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Several of our visitors have received a warning message in recent weeks. This has caused concern amongst some of them because they think it is a warning of an impending eruption. However, that is not the case quite yet. So, why are people getting warning messages about Hekla?

Mount Hekla seen from Leirubakki.

Mount Hekla seen from Leirubakki. Photo: J.Montalvo

Hekla’s volcanic system is one of the most active in Iceland, having produced about 23 eruptions in historical times. Not all the eruptions occur in the same way, but there seems to be a clear pattern in the eruptions from Mount Hekla. One of the potentially concerning aspects of this pattern is the fact that Hekla does not show major seismic activity prior to the eruption, except when she is ready to erupt. And these signals usually appear 25 to 80 minutes prior to the eruption.

Consequently, seismic activity alone is not enough to monitor Hekla. That is why for many years other techniques have been used to follow what is happening at Hekla’s interior. Other techniques include strainmeters that measure the stress on the ground produced by the extension of a dyke bringing magma to shallower levels; or tilt measurements that quantify the change of slope along a predetermined segment on one of the flanks of Mount Hekla.

The results of these monitoring techniques show that in 2006 Hekla reached the same level of ground deformation as the eruption of 2000, which is the most recent eruption of this system. This technically means that Hekla has been ready to erupt since 2006. Why has she not erupted yet? It is not clear. What we know is that an eruption at Hekla will come sooner than later, and as we have established before, it will come with very little warning, based on historical facts.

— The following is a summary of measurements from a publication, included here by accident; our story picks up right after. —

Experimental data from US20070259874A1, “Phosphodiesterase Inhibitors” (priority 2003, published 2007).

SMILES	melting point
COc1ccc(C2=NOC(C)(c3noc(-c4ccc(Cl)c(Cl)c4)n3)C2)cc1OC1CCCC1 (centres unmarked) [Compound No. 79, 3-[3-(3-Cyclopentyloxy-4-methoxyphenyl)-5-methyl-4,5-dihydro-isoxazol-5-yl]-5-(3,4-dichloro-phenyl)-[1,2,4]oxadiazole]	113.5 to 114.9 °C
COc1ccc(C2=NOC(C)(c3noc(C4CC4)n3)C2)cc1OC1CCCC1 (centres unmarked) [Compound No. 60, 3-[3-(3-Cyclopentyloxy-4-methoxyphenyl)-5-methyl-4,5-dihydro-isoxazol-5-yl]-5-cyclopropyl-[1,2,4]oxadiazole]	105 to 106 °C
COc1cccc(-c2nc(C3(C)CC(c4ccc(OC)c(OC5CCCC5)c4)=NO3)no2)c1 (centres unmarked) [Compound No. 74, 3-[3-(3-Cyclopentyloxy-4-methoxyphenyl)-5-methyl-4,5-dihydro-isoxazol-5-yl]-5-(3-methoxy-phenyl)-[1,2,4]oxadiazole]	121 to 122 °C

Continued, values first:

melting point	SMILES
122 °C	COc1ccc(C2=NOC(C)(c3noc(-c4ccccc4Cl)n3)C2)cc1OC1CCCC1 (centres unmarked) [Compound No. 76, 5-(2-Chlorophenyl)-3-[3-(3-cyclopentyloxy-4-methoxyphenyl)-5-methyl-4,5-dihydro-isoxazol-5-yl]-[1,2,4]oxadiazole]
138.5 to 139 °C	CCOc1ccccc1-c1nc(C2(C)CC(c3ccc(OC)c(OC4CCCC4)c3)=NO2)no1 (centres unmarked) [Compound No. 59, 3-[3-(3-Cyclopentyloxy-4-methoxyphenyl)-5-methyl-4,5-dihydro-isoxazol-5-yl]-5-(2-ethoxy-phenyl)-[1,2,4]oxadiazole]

Warnings part of a monitoring system

Therefore, it is of utmost importance for everybody to be aware of the situation at hand and understand that Hekla could erupt at any time and, despite the technology and monitoring techniques, there will be very little time once the signals appear. Thus, we need to be ready to act. For now, the messages are just letting us know that we are in the vicinity of Hekla and that she is active and ready to erupt. It is more than likely that when she is ready to erupt, the text we get will be more than just a warning, most likely it will contain some clear commands of what to do.

So, for the time being, be aware of this situation and do not worry if you receive this message. We and the Icelandic MET Office will continue to inform and raise awareness on matters related to volcanic hazards. If you have further questions or concerns about these warning messages about Hekla or any other volcano, please come and see us at the Lava Centre in Hvolsvöllur. We will be happy to answer any question you may have, share a cup of coffee, or just talk about the volcanic and seismic activity of Iceland and the World.

More information on Hekla and a live stream from LAVA Centre can be found at our Guide to Hekla.

More on the Icelandic MET Office’s monitoring of Hekla (From 2016)

By Jorge Montalvo, the LAVA Centre’s Geologist and a specialist on Hekla.

Recommended Hekla tours from LAVA Centre

One Comment

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